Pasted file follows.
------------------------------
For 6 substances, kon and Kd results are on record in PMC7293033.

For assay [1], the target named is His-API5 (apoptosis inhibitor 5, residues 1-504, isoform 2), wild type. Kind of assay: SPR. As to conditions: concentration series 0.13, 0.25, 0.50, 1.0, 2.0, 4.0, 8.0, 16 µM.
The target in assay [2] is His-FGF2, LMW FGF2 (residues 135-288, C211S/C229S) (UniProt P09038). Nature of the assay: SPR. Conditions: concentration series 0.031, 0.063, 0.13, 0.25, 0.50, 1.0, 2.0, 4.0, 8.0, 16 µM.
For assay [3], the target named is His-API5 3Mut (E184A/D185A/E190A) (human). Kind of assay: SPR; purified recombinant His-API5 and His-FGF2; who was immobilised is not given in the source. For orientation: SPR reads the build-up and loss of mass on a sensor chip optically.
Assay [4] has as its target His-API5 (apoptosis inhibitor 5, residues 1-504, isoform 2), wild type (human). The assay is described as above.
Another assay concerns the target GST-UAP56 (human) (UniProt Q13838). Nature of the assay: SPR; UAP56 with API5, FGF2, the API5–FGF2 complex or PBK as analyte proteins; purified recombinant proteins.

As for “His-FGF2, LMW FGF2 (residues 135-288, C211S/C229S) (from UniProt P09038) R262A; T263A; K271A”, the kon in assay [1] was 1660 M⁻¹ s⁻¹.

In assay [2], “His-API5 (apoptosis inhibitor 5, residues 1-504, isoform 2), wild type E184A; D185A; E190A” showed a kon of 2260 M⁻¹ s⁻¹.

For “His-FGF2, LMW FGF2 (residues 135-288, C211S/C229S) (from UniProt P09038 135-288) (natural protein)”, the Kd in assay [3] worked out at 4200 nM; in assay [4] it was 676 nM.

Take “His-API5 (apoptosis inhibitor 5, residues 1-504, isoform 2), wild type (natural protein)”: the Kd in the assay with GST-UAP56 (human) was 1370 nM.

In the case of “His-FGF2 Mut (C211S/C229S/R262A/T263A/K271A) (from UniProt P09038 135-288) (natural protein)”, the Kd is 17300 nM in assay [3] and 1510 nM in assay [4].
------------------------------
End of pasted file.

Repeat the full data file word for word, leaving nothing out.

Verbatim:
For 6 substances, kon and Kd results are on record in PMC7293033.

For assay [1], the target named is His-API5 (apoptosis inhibitor 5, residues 1-504, isoform 2), wild type. Kind of assay: SPR. As to conditions: concentration series 0.13, 0.25, 0.50, 1.0, 2.0, 4.0, 8.0, 16 µM.
The target in assay [2] is His-FGF2, LMW FGF2 (residues 135-288, C211S/C229S) (UniProt P09038). Nature of the assay: SPR. Conditions: concentration series 0.031, 0.063, 0.13, 0.25, 0.50, 1.0, 2.0, 4.0, 8.0, 16 µM.
For assay [3], the target named is His-API5 3Mut (E184A/D185A/E190A) (human). Kind of assay: SPR; purified recombinant His-API5 and His-FGF2; who was immobilised is not given in the source. For orientation: SPR reads the build-up and loss of mass on a sensor chip optically.
Assay [4] has as its target His-API5 (apoptosis inhibitor 5, residues 1-504, isoform 2), wild type (human). The assay is described as above.
Another assay concerns the target GST-UAP56 (human) (UniProt Q13838). Nature of the assay: SPR; UAP56 with API5, FGF2, the API5–FGF2 complex or PBK as analyte proteins; purified recombinant proteins.

As for “His-FGF2, LMW FGF2 (residues 135-288, C211S/C229S) (from UniProt P09038) R262A; T263A; K271A”, the kon in assay [1] was 1660 M⁻¹ s⁻¹.

In assay [2], “His-API5 (apoptosis inhibitor 5, residues 1-504, isoform 2), wild type E184A; D185A; E190A” showed a kon of 2260 M⁻¹ s⁻¹.

For “His-FGF2, LMW FGF2 (residues 135-288, C211S/C229S) (from UniProt P09038 135-288) (natural protein)”, the Kd in assay [3] worked out at 4200 nM; in assay [4] it was 676 nM.

Take “His-API5 (apoptosis inhibitor 5, residues 1-504, isoform 2), wild type (natural protein)”: the Kd in the assay with GST-UAP56 (human) was 1370 nM.

In the case of “His-FGF2 Mut (C211S/C229S/R262A/T263A/K271A) (from UniProt P09038 135-288) (natural protein)”, the Kd is 17300 nM in assay [3] and 1510 nM in assay [4].